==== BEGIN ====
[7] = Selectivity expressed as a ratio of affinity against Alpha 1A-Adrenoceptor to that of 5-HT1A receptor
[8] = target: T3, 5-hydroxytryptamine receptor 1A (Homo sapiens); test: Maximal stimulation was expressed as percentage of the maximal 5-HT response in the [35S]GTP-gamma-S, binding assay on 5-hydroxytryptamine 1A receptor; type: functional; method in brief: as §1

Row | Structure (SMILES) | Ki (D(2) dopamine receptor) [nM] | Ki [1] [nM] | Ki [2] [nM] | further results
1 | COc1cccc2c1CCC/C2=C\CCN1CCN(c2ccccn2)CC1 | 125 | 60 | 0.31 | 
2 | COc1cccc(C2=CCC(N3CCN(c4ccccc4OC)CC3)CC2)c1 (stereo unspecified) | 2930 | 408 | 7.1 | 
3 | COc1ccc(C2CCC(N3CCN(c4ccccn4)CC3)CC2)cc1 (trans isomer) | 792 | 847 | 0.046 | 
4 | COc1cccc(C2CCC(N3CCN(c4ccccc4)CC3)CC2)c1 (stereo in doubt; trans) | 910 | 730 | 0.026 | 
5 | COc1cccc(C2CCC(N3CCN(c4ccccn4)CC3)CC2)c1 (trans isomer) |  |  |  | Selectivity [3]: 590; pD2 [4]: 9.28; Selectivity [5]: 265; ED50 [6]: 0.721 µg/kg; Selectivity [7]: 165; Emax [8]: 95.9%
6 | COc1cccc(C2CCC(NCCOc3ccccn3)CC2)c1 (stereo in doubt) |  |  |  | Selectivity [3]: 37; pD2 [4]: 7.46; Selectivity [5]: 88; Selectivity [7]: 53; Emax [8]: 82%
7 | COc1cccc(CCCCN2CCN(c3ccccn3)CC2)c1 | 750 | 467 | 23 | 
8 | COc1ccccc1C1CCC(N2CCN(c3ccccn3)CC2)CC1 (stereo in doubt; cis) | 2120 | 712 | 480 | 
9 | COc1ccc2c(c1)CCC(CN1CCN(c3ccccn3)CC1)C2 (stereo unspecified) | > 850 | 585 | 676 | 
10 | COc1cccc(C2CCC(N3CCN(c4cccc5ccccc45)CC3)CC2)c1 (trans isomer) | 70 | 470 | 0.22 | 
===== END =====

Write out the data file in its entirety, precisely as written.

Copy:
[7] = Selectivity expressed as a ratio of affinity against Alpha 1A-Adrenoceptor to that of 5-HT1A receptor
[8] = target: T3, 5-hydroxytryptamine receptor 1A (Homo sapiens); test: Maximal stimulation was expressed as percentage of the maximal 5-HT response in the [35S]GTP-gamma-S, binding assay on 5-hydroxytryptamine 1A receptor; type: functional; method in brief: as §1

Row | Structure (SMILES) | Ki (D(2) dopamine receptor) [nM] | Ki [1] [nM] | Ki [2] [nM] | further results
1 | COc1cccc2c1CCC/C2=C\CCN1CCN(c2ccccn2)CC1 | 125 | 60 | 0.31 | 
2 | COc1cccc(C2=CCC(N3CCN(c4ccccc4OC)CC3)CC2)c1 (stereo unspecified) | 2930 | 408 | 7.1 | 
3 | COc1ccc(C2CCC(N3CCN(c4ccccn4)CC3)CC2)cc1 (trans isomer) | 792 | 847 | 0.046 | 
4 | COc1cccc(C2CCC(N3CCN(c4ccccc4)CC3)CC2)c1 (stereo in doubt; trans) | 910 | 730 | 0.026 | 
5 | COc1cccc(C2CCC(N3CCN(c4ccccn4)CC3)CC2)c1 (trans isomer) |  |  |  | Selectivity [3]: 590; pD2 [4]: 9.28; Selectivity [5]: 265; ED50 [6]: 0.721 µg/kg; Selectivity [7]: 165; Emax [8]: 95.9%
6 | COc1cccc(C2CCC(NCCOc3ccccn3)CC2)c1 (stereo in doubt) |  |  |  | Selectivity [3]: 37; pD2 [4]: 7.46; Selectivity [5]: 88; Selectivity [7]: 53; Emax [8]: 82%
7 | COc1cccc(CCCCN2CCN(c3ccccn3)CC2)c1 | 750 | 467 | 23 | 
8 | COc1ccccc1C1CCC(N2CCN(c3ccccn3)CC2)CC1 (stereo in doubt; cis) | 2120 | 712 | 480 | 
9 | COc1ccc2c(c1)CCC(CN1CCN(c3ccccn3)CC1)C2 (stereo unspecified) | > 850 | 585 | 676 | 
10 | COc1cccc(C2CCC(N3CCN(c4cccc5ccccc45)CC3)CC2)c1 (trans isomer) | 70 | 470 | 0.22 | 